How ascending airplanes debunk the globe – Part 2

In my last post about how an ascending plane debunks the globe, I wrote that the GE folks will use the argument that the plane is tracking with the curve therefore, curvature is of no consequence.

Even though I have the mathematical proof of this impossibility, I was challenged anyway.  It seems the only way to provide definitive proof, is to show that the rate of climb, the climb angle and the speed of the aircraft make it impossible for it to track with the curvature.

As the aircraft ascends, it does so at a specific angle and speed.   Knowing these values, we can map the actual path of the aircraft as it ascends.  For the aircraft to track with curvature, it would need a much smaller climb angle since the curvature alone provides 4.37 miles of altitude.

It must also be noted that commercial aircraft like 747s gain altitude by aiming the nose upward and gaining lift through forward motion; they do not act like balloons and float upward.  When the aircraft starts to take-off it angles the nose upward and ascends away from the ground.  In order for the aircraft to track with the curvature it would have to stay perpendicular to the axis of the earth.  As the distance from the starting point increases, the smaller the climb angle would need to be.

The final altitude is 6.62 miles which leaves 2.25 miles that the aircraft would need to climb.  To calculate the necessary angle we would take the inverse TAN of 2.25 miles / 185.97 miles.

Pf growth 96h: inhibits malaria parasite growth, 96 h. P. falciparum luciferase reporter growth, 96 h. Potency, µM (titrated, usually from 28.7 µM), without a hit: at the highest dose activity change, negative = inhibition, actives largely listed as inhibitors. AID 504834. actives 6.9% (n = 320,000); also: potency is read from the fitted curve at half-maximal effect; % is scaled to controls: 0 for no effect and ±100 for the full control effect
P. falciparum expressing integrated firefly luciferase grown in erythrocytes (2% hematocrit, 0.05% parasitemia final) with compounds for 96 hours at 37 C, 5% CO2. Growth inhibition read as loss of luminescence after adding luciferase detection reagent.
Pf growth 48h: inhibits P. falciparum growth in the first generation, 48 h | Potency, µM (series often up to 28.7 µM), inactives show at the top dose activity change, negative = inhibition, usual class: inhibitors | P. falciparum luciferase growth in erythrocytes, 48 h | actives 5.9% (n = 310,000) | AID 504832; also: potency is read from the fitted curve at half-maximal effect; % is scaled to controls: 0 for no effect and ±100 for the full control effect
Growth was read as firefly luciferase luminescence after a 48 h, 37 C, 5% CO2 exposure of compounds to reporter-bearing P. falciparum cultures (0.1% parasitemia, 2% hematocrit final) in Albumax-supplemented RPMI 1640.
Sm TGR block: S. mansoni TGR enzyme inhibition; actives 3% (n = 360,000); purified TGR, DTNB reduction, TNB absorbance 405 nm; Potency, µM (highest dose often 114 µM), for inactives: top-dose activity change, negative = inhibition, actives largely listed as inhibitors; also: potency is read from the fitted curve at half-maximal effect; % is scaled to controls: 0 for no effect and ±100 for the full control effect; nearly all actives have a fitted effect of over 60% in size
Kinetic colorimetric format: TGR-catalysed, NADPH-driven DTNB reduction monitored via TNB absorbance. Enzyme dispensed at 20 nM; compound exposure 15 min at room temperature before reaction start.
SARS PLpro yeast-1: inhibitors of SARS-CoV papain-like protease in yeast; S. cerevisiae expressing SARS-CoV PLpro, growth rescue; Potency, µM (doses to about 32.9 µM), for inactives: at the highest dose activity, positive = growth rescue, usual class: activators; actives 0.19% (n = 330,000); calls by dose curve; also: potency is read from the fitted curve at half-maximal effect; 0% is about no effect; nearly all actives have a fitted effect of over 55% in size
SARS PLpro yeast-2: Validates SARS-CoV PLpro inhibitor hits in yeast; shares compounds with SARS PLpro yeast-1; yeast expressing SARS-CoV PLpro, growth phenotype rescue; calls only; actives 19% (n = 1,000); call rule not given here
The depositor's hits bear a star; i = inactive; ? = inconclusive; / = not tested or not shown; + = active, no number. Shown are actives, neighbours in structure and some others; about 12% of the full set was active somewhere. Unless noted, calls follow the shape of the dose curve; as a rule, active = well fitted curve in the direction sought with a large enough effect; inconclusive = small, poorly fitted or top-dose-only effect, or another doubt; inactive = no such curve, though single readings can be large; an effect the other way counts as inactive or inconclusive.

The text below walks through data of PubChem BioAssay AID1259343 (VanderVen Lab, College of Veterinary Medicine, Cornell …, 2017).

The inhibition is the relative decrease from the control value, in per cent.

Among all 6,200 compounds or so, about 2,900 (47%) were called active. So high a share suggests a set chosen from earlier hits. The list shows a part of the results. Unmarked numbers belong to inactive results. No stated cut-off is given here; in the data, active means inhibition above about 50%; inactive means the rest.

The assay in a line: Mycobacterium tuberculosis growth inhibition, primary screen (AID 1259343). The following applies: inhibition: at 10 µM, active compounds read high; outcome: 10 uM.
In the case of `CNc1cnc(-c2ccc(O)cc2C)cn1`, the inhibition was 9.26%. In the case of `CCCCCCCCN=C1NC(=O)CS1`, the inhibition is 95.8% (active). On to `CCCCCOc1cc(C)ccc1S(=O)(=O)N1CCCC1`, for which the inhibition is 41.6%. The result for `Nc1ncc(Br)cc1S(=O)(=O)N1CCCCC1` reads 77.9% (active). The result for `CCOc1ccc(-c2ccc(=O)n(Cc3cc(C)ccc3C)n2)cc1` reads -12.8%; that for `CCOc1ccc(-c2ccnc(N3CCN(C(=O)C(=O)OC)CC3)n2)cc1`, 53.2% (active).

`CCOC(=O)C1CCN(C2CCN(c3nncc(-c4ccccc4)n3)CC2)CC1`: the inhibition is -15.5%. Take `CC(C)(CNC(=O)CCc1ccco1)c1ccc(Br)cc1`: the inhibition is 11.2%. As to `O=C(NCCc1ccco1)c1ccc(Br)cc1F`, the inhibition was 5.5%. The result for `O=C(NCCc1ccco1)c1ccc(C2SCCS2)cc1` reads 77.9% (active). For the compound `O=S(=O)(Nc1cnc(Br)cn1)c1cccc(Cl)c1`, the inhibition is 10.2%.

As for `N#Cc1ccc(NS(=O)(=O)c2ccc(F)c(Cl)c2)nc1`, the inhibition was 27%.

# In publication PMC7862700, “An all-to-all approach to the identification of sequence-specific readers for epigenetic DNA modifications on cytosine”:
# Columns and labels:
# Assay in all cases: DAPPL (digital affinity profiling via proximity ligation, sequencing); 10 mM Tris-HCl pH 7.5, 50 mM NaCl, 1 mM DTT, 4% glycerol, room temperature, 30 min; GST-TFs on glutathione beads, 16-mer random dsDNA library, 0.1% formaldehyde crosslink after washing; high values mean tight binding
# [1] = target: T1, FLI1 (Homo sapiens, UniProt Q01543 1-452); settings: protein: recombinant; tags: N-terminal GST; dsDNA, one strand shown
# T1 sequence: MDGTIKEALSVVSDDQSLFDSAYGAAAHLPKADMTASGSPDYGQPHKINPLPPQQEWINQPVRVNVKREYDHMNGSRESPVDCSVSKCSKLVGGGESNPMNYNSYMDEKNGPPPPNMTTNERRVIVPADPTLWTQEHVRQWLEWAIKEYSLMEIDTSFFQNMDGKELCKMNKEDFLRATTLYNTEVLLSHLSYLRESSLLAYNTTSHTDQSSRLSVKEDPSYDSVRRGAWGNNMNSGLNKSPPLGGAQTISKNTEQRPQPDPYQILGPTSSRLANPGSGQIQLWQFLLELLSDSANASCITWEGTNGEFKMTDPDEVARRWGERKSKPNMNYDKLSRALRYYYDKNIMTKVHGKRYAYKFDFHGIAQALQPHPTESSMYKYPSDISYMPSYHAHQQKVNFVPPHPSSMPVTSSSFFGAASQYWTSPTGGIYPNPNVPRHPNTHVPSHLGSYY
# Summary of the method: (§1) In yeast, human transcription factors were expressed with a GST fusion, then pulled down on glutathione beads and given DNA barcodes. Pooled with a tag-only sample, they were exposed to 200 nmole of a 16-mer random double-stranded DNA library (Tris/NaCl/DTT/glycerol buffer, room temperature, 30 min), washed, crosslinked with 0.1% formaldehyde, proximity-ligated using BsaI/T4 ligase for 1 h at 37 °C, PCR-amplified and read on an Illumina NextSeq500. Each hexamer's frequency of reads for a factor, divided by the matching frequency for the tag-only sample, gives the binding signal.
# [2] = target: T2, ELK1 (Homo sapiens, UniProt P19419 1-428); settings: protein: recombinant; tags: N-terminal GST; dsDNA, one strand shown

2.25 miles / 185.97 miles = .012 miles

TAN -1 (.012 miles) = 0.69°

This means that the average angle over the entire ascent would have to be 0.69°.  Unfortunately for GE folks, this is not what happens in the real world.  During take off most 747 aircraft use a climb rate of about 12° but reduce that by about 0.5° every minute or so.  There is obviously variability based upon certain conditions but this is sufficient for this case.  By recording the level on a flight to France I can confirm this reality with going into speculative territory.

I can say for certain that the pitch of the aircraft for the first 12 minutes was between 4-12° and the final 13 minutes ranged between 1-3° making an average of 0.69° impossible.

At the end of the day for an aircraft to ascend on a curved surface while tracking with that curve, it must be perpendicular to the axis of the earth and ascend like a balloon.



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